ISSN : 2578-3599
Launched : 2016
Annals of Virology and Research
ISSN : 2573-1122
Launched : 2014
JSM Renal Medicine
ISSN : 2573-1637
Launched : 2016
Journal of Muscle Health
ISSN : 2578-3823
Launched : 2016
JSM Genetics and Genomics
ISSN : 2334-1823
Launched : 2013
JSM Anxiety and Depression
ISSN : 2475-9139
Launched : 2016
Clinical Journal of Heart Diseases
ISSN : 2641-7766
Launched : 2016
Annals of Medicinal Chemistry and Research
ISSN : 2378-9336
Launched : 2014
JSM Pain and Management
ISSN : 2578-3378
Launched : 2016
JSM Women's Health
ISSN : 2578-3696
Launched : 2016
Clinical Research in HIV or AIDS
ISSN : 2374-0094
Launched : 2013
Journal of Endocrinology, Diabetes and Obesity
ISSN : 2333-6692
Launched : 2013
Journal of Substance Abuse and Alcoholism
ISSN : 2373-9363
Launched : 2013
JSM Neurosurgery and Spine
ISSN : 2373-9479
Launched : 2013
Journal of Liver and Clinical Research
ISSN : 2379-0830
Launched : 2014
Journal of Drug Design and Research
ISSN : 2379-089X
Launched : 2014
JSM Clinical Oncology and Research
ISSN : 2373-938X
Launched : 2013
JSM Bioinformatics, Genomics and Proteomics
ISSN : 2576-1102
Launched : 2014
JSM Chemistry
ISSN : 2334-1831
Launched : 2013
Journal of Trauma and Care
ISSN : 2573-1246
Launched : 2014
JSM Surgical Oncology and Research
ISSN : 2578-3688
Launched : 2016
Annals of Food Processing and Preservation
ISSN : 2573-1033
Launched : 2016
Journal of Radiology and Radiation Therapy
ISSN : 2333-7095
Launched : 2013
JSM Physical Medicine and Rehabilitation
ISSN : 2578-3572
Launched : 2016
Annals of Clinical Pathology
ISSN : 2373-9282
Launched : 2013
Annals of Cardiovascular Diseases
ISSN : 2641-7731
Launched : 2016
Journal of Behavior
ISSN : 2576-0076
Launched : 2016
Annals of Clinical and Experimental Metabolism
ISSN : 2572-2492
Launched : 2016
Clinical Research in Infectious Diseases
ISSN : 2379-0636
Launched : 2013
JSM Microbiology
ISSN : 2333-6455
Launched : 2013
Journal of Urology and Research
ISSN : 2379-951X
Launched : 2014
Journal of Family Medicine and Community Health
ISSN : 2379-0547
Launched : 2013
Annals of Pregnancy and Care
ISSN : 2578-336X
Launched : 2017
JSM Cell and Developmental Biology
ISSN : 2379-061X
Launched : 2013
Annals of Aquaculture and Research
ISSN : 2379-0881
Launched : 2014
Clinical Research in Pulmonology
ISSN : 2333-6625
Launched : 2013
Journal of Immunology and Clinical Research
ISSN : 2333-6714
Launched : 2013
Annals of Forensic Research and Analysis
ISSN : 2378-9476
Launched : 2014
JSM Biochemistry and Molecular Biology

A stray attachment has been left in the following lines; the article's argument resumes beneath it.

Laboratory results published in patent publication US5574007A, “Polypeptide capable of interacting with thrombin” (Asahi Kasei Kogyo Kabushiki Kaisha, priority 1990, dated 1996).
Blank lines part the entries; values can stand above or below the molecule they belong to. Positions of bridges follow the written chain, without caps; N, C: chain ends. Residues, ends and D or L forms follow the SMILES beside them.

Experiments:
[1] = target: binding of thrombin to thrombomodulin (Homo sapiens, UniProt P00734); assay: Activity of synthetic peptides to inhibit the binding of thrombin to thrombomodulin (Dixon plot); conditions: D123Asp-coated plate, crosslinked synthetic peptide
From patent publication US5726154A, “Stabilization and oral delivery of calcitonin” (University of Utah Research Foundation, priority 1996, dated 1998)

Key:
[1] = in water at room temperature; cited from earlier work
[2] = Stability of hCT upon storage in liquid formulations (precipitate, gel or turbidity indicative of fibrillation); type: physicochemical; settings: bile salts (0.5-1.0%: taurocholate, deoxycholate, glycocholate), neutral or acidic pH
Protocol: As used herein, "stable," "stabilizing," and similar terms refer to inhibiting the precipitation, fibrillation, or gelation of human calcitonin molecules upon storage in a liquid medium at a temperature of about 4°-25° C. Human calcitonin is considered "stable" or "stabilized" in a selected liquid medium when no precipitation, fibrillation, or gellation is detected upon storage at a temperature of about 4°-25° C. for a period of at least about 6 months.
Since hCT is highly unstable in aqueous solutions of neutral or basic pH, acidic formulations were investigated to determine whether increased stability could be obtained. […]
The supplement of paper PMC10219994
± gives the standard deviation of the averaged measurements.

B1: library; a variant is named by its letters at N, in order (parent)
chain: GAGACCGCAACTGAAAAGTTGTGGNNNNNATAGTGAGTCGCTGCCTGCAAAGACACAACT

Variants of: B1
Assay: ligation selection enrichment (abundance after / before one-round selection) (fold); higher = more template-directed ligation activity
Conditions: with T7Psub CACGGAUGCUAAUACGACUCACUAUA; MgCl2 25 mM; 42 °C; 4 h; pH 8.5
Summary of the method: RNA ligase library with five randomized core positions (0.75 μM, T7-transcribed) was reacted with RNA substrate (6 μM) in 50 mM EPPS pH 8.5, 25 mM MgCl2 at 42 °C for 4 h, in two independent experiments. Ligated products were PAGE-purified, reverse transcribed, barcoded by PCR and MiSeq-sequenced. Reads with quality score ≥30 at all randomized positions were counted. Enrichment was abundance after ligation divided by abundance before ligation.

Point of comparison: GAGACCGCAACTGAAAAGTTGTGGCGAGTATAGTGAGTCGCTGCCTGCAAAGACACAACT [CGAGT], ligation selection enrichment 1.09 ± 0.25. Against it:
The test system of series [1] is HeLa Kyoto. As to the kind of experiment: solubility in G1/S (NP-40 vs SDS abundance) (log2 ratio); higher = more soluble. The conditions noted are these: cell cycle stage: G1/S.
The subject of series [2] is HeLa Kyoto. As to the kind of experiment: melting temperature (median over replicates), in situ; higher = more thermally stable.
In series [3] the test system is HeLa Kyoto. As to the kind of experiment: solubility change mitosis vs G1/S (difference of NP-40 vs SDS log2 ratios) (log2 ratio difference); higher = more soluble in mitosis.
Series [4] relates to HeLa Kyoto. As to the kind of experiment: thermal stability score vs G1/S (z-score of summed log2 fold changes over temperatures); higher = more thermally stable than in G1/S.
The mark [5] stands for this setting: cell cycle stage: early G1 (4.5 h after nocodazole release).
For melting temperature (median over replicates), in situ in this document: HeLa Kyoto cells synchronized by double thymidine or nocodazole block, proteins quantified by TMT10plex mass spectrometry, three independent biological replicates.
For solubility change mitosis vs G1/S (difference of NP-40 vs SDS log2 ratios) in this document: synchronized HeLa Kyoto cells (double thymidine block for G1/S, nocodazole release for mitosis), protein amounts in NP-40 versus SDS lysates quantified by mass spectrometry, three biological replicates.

ISSN : 2333-7109
Launched : 2013
Annals of Breast Cancer Research
ISSN : 2641-7685
Launched : 2016
Annals of Gerontology and Geriatric Research
ISSN : 2378-9409
Launched : 2014
Journal of Sleep Medicine and Disorders
ISSN : 2379-0822
Launched : 2014
JSM Burns and Trauma
ISSN : 2475-9406
Launched : 2016
Chemical Engineering and Process Techniques
ISSN : 2333-6633
Launched : 2013
Annals of Clinical Cytology and Pathology
ISSN : 2475-9430
Launched : 2014
JSM Allergy and Asthma
ISSN : 2573-1254
Launched : 2016
Journal of Neurological Disorders and Stroke
ISSN : 2334-2307
Launched : 2013
Annals of Sports Medicine and Research
ISSN : 2379-0571
Launched : 2014
JSM Sexual Medicine
ISSN : 2578-3718
Launched : 2016
Annals of Vascular Medicine and Research
ISSN : 2378-9344
Launched : 2014
JSM Biotechnology and Biomedical Engineering
ISSN : 2333-7117
Launched : 2013
Journal of Hematology and Transfusion
ISSN : 2333-6684
Launched : 2013
JSM Environmental Science and Ecology
ISSN : 2333-7141
Launched : 2013
Journal of Cardiology and Clinical Research
ISSN : 2333-6676
Launched : 2013
JSM Nanotechnology and Nanomedicine
ISSN : 2334-1815
Launched : 2013
Journal of Ear, Nose and Throat Disorders
ISSN : 2475-9473
Launched : 2016
JSM Ophthalmology
ISSN : 2333-6447
Launched : 2013
Journal of Pharmacology and Clinical Toxicology
ISSN : 2333-7079
Launched : 2013
Annals of Psychiatry and Mental Health
ISSN : 2374-0124
Launched : 2013
Medical Journal of Obstetrics and Gynecology
ISSN : 2333-6439
Launched : 2013
Annals of Pediatrics and Child Health
ISSN : 2373-9312
Launched : 2013
JSM Clinical Pharmaceutics
ISSN : 2379-9498
Launched : 2014
JSM Foot and Ankle
ISSN : 2475-9112
Launched : 2016
JSM Alzheimer's Disease and Related Dementia
ISSN : 2378-9565
Launched : 2014
Journal of Addiction Medicine and Therapy
ISSN : 2333-665X
Launched : 2013
Journal of Veterinary Medicine and Research
ISSN : 2378-931X
Launched : 2013
Annals of Public Health and Research
ISSN : 2378-9328
Launched : 2014
Annals of Orthopedics and Rheumatology
ISSN : 2373-9290
Launched : 2013
Journal of Clinical Nephrology and Research
ISSN : 2379-0652
Launched : 2014
Annals of Community Medicine and Practice
ISSN : 2475-9465
Launched : 2014
Annals of Biometrics and Biostatistics
ISSN : 2374-0116
Launched : 2013
JSM Clinical Case Reports
ISSN : 2373-9819
Launched : 2013
Journal of Cancer Biology and Research
ISSN : 2373-9436
Launched : 2013
Journal of Surgery and Transplantation Science
ISSN : 2379-0911
Launched : 2013
Journal of Dermatology and Clinical Research
ISSN : 2373-9371
Launched : 2013
JSM Gastroenterology and Hepatology
ISSN : 2373-9487
Launched : 2013
TEST Journal of Dentistry
ISSN : 1234-5678
Launched : 2014
Annals of Nursing and Practice
ISSN : 2379-9501
Launched : 2014
JSM Dentistry
ISSN : 2333-7133
Launched : 2013
Author Information X